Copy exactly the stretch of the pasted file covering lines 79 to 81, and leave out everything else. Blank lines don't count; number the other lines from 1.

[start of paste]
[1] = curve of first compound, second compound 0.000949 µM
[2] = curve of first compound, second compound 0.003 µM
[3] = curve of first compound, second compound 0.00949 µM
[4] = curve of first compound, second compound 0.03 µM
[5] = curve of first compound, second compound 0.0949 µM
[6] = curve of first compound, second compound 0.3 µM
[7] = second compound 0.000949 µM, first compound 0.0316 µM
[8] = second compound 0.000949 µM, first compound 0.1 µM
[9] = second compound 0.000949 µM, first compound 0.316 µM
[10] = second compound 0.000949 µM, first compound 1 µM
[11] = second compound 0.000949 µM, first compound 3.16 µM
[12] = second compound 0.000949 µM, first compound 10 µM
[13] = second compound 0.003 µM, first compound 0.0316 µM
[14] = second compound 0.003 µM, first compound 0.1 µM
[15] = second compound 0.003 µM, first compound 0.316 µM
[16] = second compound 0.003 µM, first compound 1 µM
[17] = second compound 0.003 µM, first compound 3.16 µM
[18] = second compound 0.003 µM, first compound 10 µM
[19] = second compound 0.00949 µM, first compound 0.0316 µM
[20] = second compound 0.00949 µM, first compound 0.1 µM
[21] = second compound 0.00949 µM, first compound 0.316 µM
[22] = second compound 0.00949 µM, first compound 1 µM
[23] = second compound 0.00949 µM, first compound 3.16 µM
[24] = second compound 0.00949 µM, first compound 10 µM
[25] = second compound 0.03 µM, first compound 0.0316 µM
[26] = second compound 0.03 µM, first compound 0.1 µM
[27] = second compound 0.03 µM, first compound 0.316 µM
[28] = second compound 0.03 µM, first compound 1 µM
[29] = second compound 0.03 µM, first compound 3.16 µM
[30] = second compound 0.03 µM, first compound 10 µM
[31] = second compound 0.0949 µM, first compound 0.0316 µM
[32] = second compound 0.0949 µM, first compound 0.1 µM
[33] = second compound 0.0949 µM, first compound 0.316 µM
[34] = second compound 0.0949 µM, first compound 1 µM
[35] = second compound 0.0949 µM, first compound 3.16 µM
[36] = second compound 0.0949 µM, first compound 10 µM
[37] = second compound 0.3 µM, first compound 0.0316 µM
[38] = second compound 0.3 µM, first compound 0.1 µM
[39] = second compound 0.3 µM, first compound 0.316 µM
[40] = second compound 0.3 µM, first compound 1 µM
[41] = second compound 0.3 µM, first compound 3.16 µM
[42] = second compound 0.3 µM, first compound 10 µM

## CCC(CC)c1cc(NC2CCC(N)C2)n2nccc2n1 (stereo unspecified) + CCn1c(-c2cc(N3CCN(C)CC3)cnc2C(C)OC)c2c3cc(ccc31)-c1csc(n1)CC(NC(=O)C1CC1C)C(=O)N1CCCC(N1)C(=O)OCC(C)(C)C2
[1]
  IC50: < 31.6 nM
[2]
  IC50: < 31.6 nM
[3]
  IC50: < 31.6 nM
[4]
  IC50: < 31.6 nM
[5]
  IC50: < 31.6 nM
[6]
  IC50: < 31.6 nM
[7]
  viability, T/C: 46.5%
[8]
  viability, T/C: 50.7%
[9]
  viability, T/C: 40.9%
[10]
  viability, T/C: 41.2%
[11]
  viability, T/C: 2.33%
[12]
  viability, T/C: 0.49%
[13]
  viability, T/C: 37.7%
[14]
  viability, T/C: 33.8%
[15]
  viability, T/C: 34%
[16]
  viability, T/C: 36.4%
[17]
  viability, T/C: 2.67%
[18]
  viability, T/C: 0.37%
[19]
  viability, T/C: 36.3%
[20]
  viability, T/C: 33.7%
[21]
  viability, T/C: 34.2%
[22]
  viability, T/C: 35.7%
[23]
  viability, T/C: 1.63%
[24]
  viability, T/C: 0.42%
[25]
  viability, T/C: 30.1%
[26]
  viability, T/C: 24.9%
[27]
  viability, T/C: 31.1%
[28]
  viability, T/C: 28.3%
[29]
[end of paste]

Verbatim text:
  viability, T/C: 0.37%
[19]
  viability, T/C: 36.3%